sciencehabit writes: The cupboards of the Natural History Museum in London hold spectacular dinosaur fossils, from 15-centimeter, serrated Tyrannosaurus rex teeth to a 4-meter-long hadrosaur tail. Now, researchers are reporting another spectacular find, buried in eight nondescript fossils from the same collection: what appear to be ancient red blood cells and fibers of ancient protein. Using new methods to peer deep inside fossils, the study in this week’s issue of Nature Communications backs up previous, controversial reports of such structures in dinosaur bones. It also suggests that soft tissue preservation may be more common than anyone had guessed.

Submission + - Stress Is Driving Developers from the Video Game Industry (

Nerval's Lobster writes: For video game developers, life can be tough. The working hours are long, with vicious bursts of so-called “crunch time,” in which developers may pull consecutive all-nighters in order to finish a project—all without overtime pay. According to the International Game Developers Association (IGDA) Developer Satisfaction Survey (PDF), many developers aren’t enduring those work conditions for the money: Nearly 50 percent of respondents earned less than $50,000 annually. Faced with what many perceive as draconian working conditions, many developers are taking their skills and leaving video games for another technology sector. The hard and soft skills that go into producing video games—from knowledge of programming languages to aptitude for handling irate managers—will work just as well in many aspects of conventional software-building. Fortunately, leaving the video-game industry doesn’t have to be a permanent exile; many developers find themselves pulled back in at some point, out of simple passion for the craft.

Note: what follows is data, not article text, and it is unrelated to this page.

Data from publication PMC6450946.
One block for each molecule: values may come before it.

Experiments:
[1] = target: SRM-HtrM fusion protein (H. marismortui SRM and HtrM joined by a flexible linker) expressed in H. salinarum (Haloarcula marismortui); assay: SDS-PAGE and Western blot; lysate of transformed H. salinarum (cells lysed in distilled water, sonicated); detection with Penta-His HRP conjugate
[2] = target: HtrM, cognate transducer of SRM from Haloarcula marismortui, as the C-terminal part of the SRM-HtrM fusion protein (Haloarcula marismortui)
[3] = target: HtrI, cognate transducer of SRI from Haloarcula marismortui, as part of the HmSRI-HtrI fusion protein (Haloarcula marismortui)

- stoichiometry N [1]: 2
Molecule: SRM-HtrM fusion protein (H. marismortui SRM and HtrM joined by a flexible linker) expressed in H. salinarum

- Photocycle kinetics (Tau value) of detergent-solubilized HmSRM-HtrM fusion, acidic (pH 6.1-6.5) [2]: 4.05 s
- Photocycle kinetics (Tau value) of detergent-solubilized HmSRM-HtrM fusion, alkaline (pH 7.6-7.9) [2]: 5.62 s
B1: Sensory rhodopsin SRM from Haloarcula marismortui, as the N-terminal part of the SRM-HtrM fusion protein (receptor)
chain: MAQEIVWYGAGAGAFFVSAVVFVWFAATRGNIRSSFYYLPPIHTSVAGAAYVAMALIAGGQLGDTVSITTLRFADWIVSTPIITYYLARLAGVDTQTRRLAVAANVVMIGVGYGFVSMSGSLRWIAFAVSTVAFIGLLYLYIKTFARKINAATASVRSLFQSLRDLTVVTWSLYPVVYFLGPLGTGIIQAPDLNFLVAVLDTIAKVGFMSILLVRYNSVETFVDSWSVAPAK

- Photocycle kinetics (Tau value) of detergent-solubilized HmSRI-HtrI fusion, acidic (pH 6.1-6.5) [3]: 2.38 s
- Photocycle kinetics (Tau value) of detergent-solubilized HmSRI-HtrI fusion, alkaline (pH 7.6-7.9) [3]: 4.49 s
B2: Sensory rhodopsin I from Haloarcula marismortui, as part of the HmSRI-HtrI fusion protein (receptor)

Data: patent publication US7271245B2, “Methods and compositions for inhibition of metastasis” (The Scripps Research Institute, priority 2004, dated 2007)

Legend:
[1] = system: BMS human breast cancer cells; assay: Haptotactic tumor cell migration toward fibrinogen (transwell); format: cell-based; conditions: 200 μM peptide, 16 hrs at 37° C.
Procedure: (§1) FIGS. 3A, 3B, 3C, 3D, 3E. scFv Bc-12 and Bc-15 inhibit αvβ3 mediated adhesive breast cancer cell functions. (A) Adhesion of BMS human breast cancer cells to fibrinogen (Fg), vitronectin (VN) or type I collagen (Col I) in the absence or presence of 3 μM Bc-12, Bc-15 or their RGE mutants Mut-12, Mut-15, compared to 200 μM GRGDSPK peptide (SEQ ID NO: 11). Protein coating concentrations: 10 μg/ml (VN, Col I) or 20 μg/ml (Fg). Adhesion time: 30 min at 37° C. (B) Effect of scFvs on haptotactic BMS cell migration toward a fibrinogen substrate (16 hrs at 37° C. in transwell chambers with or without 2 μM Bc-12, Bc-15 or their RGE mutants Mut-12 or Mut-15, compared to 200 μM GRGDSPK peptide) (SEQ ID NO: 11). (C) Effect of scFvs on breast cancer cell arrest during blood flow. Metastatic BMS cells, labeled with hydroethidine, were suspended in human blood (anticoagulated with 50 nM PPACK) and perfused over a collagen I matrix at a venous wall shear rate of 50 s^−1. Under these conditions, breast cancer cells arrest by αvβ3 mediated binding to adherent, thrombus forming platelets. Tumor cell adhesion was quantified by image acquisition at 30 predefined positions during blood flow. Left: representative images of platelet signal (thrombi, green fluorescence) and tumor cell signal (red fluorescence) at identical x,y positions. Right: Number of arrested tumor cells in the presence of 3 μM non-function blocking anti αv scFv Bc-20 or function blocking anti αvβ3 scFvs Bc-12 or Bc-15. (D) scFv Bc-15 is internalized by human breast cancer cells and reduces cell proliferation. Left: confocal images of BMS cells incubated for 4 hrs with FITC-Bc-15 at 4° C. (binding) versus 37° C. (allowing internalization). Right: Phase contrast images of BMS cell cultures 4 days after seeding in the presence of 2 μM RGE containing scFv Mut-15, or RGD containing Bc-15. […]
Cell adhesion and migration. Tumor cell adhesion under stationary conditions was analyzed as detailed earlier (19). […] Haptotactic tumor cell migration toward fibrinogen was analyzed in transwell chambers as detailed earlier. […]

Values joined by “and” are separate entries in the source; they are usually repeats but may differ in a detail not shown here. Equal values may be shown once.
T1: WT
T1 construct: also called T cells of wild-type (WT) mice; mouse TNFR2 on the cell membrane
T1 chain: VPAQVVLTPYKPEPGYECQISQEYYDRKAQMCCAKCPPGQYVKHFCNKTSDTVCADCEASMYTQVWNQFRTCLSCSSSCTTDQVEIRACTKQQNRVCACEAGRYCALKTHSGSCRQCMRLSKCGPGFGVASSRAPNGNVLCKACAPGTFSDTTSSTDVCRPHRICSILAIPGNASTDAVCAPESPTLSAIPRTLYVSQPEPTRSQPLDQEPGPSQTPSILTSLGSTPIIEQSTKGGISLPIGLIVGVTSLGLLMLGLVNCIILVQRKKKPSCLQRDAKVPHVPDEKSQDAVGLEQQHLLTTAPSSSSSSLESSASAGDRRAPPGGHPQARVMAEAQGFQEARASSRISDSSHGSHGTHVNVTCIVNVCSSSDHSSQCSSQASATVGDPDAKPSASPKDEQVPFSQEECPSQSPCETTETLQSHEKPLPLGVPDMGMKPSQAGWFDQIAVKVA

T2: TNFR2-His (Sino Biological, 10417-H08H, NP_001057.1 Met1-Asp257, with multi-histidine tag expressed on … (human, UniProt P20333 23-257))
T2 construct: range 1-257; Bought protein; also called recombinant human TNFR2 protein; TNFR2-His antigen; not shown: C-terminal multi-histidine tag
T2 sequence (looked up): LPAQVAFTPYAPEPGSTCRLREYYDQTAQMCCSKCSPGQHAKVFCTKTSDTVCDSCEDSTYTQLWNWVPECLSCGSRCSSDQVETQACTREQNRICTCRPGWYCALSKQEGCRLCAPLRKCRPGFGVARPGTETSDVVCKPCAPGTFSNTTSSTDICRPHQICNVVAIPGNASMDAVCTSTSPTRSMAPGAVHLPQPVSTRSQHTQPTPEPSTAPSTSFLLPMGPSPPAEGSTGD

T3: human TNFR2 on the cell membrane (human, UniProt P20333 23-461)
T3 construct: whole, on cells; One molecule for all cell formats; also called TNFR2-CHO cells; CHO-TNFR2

Submission + - A Technical Look Inside TempleOS (